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Version 9 (modified by wkornewald, 3 years ago) (diff)

also discuss serializers

This wiki page documents the requirements for supporting NoSQL (or non-relational) databases with Django.

This is not part of the official Django development efforts.

The Django-nonrel branch of Django already provide support for NoSQL and it requires only minimal changes to Django's ORM. However, for the more interesting features like select_related() Django's ORM needs to be refactored and simplified in several areas. Many of the sections in this page are described from the point of view of Django-nonrel since a lot of experience required for official NoSQL support has been integrated in the Django-nonrel project.

For the record, Django-nonrel has quite a few backends, already:

Also take a look at the feature comparison matrix for an overview of what is supported and what is missing. Database-specific features are sometimes provided by an automatically added manager. For example, MongoDB adds a manager which adds map-reduce and other MongoDB-specific features.

Minor issues

The default ordering on permissions requires JOINs. This makes them unusable on NoSQL DBs.

The permission creation code uses an __in lookup with too many values. App Engine can only handle 30 values (except for the primary key which can handle 500). This could be worked around, but the limitation was added for efficiency reasons (__in lookups are converted into a set of queries that are executed in parallel and then de-duplicated). Thus, it's not really a solution to just run multiple of those queries. Instead, the permission creation code should just fetch all permissions at once. Maybe in a later App Engine release this limitation will be removed when App Engine's new query mechanism goes live (which supports OR queries and gets rid of several other limitations).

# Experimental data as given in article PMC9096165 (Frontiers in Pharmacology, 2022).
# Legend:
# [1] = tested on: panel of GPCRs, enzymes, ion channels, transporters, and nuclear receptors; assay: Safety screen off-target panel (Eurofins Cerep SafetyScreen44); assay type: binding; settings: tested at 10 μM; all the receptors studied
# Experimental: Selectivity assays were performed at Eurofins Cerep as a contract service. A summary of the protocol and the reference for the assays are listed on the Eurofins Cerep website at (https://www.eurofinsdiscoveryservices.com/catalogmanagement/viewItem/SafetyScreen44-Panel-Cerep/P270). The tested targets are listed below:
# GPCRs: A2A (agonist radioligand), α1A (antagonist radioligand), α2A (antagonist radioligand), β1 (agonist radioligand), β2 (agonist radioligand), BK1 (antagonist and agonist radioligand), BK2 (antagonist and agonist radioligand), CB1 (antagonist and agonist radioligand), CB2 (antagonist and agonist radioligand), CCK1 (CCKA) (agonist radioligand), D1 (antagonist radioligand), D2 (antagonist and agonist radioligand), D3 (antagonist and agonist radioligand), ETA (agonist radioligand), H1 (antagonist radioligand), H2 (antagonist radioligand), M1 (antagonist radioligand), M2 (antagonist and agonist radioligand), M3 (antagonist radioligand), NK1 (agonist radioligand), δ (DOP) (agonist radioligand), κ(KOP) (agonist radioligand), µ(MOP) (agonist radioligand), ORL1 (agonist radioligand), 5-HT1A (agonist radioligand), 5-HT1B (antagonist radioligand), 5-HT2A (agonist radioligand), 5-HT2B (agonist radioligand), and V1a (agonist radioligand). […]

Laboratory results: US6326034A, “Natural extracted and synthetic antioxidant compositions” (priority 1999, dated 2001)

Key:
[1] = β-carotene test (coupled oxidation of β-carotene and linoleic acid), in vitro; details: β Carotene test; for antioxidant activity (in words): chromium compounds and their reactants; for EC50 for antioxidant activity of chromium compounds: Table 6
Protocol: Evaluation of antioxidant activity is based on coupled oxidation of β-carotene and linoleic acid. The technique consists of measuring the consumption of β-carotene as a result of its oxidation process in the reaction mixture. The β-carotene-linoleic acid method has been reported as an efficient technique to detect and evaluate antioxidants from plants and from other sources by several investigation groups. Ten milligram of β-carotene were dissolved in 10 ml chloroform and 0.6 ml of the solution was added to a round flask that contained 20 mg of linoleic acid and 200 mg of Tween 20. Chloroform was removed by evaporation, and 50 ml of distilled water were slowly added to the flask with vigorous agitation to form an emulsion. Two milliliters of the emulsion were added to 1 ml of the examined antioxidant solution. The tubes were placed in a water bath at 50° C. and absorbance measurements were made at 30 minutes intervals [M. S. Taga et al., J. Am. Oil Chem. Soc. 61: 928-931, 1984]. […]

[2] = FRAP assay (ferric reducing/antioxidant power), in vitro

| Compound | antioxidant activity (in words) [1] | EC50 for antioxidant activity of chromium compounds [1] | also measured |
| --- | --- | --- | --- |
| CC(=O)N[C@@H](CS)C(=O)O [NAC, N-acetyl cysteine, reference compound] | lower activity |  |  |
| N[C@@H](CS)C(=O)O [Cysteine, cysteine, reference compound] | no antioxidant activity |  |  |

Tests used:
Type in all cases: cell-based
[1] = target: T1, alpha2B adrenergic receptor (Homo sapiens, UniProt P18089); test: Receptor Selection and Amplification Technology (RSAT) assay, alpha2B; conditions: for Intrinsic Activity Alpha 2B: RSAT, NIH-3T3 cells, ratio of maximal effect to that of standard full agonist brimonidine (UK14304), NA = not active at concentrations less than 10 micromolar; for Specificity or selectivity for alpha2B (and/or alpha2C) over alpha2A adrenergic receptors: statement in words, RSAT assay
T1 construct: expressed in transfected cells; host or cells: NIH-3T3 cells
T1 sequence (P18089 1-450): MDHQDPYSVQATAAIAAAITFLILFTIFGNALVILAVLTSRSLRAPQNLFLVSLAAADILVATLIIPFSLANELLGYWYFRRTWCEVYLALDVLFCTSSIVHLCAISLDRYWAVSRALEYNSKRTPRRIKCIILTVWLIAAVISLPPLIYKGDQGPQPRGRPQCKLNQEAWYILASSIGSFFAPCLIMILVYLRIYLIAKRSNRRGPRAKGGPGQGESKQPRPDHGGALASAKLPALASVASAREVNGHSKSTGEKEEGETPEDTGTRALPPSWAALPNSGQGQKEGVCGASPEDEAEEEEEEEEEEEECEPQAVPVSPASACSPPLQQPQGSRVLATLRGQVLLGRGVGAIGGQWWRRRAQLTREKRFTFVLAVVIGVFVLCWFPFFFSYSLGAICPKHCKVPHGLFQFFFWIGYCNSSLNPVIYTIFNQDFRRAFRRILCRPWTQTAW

Representing result rows

SQLCompiler.results_iter() currently returns results as simple lists which represent rows. This adds unnecessary complexity to NoSQL backends, especially since they have to map their results (which are dicts) to a specifically ordered list and then Django takes that list and converts it back to a dict which gets passed to the model constructor. The row format is especially inconvenient when combined with select_related() because then NoSQL backends have to collect all fields in the correct order and also take deferred fields into account.

Instead of returning lists results_iter() should return more structured data. For example, each result could be wrapped as a dict like this

yield {
    'result': {'id': 8, 'some_string_column': 'value', 'some_bool_column': True, ...},
    'related_selection': {
        'fk': {'id': 10, ...},
        'fk__user': {...},
        ...
    },
    'annotations': ...,
    'extra_select': ...,
}

This is not implemented in Django-nonrel.

select_related()

Django implements this in a way that requires JOINs, so this doesn't work on non-relational DBs. Still, this feature should be supported by NoSQL backends. Django needs to provide an easier format for NoSQL backends and the result value should also be simplified, as described above in "Representing result rows".